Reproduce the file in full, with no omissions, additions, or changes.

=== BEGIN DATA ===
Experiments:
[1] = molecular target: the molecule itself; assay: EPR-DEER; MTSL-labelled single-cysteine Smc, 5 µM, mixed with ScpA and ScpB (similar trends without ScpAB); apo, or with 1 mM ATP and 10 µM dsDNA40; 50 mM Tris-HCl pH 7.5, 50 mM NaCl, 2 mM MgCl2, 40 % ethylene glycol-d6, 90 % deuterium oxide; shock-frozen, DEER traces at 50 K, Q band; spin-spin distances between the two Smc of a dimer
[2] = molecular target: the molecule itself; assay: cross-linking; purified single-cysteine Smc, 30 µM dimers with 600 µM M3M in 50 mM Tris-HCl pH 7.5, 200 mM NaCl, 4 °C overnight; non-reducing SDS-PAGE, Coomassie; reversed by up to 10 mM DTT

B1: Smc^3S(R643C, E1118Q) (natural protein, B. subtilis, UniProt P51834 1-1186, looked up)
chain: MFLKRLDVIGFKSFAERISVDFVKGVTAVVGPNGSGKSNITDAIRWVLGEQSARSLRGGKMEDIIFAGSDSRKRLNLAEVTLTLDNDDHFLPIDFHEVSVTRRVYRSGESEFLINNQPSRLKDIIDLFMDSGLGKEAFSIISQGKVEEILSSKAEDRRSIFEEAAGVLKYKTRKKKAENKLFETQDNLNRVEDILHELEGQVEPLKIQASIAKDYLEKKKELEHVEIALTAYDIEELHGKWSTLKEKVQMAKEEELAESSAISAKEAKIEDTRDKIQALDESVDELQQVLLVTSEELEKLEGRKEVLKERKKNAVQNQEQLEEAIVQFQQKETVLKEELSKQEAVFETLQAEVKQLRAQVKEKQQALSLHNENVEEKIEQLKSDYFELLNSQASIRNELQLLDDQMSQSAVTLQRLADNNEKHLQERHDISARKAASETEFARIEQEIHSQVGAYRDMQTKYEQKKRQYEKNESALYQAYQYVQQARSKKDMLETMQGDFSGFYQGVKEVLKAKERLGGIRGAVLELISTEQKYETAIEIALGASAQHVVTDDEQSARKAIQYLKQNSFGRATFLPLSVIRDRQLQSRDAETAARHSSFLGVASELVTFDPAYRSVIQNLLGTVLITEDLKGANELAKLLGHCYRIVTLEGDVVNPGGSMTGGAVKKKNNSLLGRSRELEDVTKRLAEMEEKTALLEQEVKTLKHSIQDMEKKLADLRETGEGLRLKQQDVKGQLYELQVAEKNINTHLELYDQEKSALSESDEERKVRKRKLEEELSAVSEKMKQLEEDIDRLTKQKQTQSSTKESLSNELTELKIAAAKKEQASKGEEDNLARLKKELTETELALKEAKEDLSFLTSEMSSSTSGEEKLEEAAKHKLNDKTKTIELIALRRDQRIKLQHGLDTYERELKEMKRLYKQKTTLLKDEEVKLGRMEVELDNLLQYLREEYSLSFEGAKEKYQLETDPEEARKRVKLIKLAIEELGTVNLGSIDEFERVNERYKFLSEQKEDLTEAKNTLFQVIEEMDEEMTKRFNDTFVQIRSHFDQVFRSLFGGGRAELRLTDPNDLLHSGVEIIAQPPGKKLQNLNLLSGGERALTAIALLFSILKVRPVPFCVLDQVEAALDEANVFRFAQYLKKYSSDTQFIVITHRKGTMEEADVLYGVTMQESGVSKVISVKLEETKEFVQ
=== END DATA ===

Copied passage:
Experiments:
[1] = molecular target: the molecule itself; assay: EPR-DEER; MTSL-labelled single-cysteine Smc, 5 µM, mixed with ScpA and ScpB (similar trends without ScpAB); apo, or with 1 mM ATP and 10 µM dsDNA40; 50 mM Tris-HCl pH 7.5, 50 mM NaCl, 2 mM MgCl2, 40 % ethylene glycol-d6, 90 % deuterium oxide; shock-frozen, DEER traces at 50 K, Q band; spin-spin distances between the two Smc of a dimer
[2] = molecular target: the molecule itself; assay: cross-linking; purified single-cysteine Smc, 30 µM dimers with 600 µM M3M in 50 mM Tris-HCl pH 7.5, 200 mM NaCl, 4 °C overnight; non-reducing SDS-PAGE, Coomassie; reversed by up to 10 mM DTT

B1: Smc^3S(R643C, E1118Q) (natural protein, B. subtilis, UniProt P51834 1-1186, looked up)
chain: MFLKRLDVIGFKSFAERISVDFVKGVTAVVGPNGSGKSNITDAIRWVLGEQSARSLRGGKMEDIIFAGSDSRKRLNLAEVTLTLDNDDHFLPIDFHEVSVTRRVYRSGESEFLINNQPSRLKDIIDLFMDSGLGKEAFSIISQGKVEEILSSKAEDRRSIFEEAAGVLKYKTRKKKAENKLFETQDNLNRVEDILHELEGQVEPLKIQASIAKDYLEKKKELEHVEIALTAYDIEELHGKWSTLKEKVQMAKEEELAESSAISAKEAKIEDTRDKIQALDESVDELQQVLLVTSEELEKLEGRKEVLKERKKNAVQNQEQLEEAIVQFQQKETVLKEELSKQEAVFETLQAEVKQLRAQVKEKQQALSLHNENVEEKIEQLKSDYFELLNSQASIRNELQLLDDQMSQSAVTLQRLADNNEKHLQERHDISARKAASETEFARIEQEIHSQVGAYRDMQTKYEQKKRQYEKNESALYQAYQYVQQARSKKDMLETMQGDFSGFYQGVKEVLKAKERLGGIRGAVLELISTEQKYETAIEIALGASAQHVVTDDEQSARKAIQYLKQNSFGRATFLPLSVIRDRQLQSRDAETAARHSSFLGVASELVTFDPAYRSVIQNLLGTVLITEDLKGANELAKLLGHCYRIVTLEGDVVNPGGSMTGGAVKKKNNSLLGRSRELEDVTKRLAEMEEKTALLEQEVKTLKHSIQDMEKKLADLRETGEGLRLKQQDVKGQLYELQVAEKNINTHLELYDQEKSALSESDEERKVRKRKLEEELSAVSEKMKQLEEDIDRLTKQKQTQSSTKESLSNELTELKIAAAKKEQASKGEEDNLARLKKELTETELALKEAKEDLSFLTSEMSSSTSGEEKLEEAAKHKLNDKTKTIELIALRRDQRIKLQHGLDTYERELKEMKRLYKQKTTLLKDEEVKLGRMEVELDNLLQYLREEYSLSFEGAKEKYQLETDPEEARKRVKLIKLAIEELGTVNLGSIDEFERVNERYKFLSEQKEDLTEAKNTLFQVIEEMDEEMTKRFNDTFVQIRSHFDQVFRSLFGGGRAELRLTDPNDLLHSGVEIIAQPPGKKLQNLNLLSGGERALTAIALLFSILKVRPVPFCVLDQVEAALDEANVFRFAQYLKKYSSDTQFIVITHRKGTMEEADVLYGVTMQESGVSKVISVKLEETKEFVQ